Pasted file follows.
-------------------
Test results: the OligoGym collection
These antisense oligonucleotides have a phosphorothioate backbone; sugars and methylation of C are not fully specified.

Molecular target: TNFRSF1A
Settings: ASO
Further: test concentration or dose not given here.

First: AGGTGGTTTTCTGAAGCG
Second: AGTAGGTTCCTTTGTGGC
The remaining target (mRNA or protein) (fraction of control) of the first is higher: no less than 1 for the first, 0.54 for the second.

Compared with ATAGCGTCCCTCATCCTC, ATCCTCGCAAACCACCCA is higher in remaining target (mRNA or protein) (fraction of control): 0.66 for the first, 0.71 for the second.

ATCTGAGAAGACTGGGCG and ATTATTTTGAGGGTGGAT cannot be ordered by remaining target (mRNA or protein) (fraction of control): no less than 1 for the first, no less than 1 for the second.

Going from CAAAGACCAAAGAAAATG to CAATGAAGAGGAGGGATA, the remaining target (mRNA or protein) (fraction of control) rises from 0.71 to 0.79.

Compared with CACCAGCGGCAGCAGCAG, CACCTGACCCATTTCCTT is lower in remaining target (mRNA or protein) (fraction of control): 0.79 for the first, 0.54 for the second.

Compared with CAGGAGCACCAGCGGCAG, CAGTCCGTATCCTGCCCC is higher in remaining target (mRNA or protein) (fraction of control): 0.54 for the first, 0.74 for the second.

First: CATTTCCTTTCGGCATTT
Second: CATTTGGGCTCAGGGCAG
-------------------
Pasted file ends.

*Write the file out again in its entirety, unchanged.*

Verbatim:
Test results: the OligoGym collection
These antisense oligonucleotides have a phosphorothioate backbone; sugars and methylation of C are not fully specified.

Molecular target: TNFRSF1A
Settings: ASO
Further: test concentration or dose not given here.

First: AGGTGGTTTTCTGAAGCG
Second: AGTAGGTTCCTTTGTGGC
The remaining target (mRNA or protein) (fraction of control) of the first is higher: no less than 1 for the first, 0.54 for the second.

Compared with ATAGCGTCCCTCATCCTC, ATCCTCGCAAACCACCCA is higher in remaining target (mRNA or protein) (fraction of control): 0.66 for the first, 0.71 for the second.

ATCTGAGAAGACTGGGCG and ATTATTTTGAGGGTGGAT cannot be ordered by remaining target (mRNA or protein) (fraction of control): no less than 1 for the first, no less than 1 for the second.

Going from CAAAGACCAAAGAAAATG to CAATGAAGAGGAGGGATA, the remaining target (mRNA or protein) (fraction of control) rises from 0.71 to 0.79.

Compared with CACCAGCGGCAGCAGCAG, CACCTGACCCATTTCCTT is lower in remaining target (mRNA or protein) (fraction of control): 0.79 for the first, 0.54 for the second.

Compared with CAGGAGCACCAGCGGCAG, CAGTCCGTATCCTGCCCC is higher in remaining target (mRNA or protein) (fraction of control): 0.54 for the first, 0.74 for the second.

First: CATTTCCTTTCGGCATTT
Second: CATTTGGGCTCAGGGCAG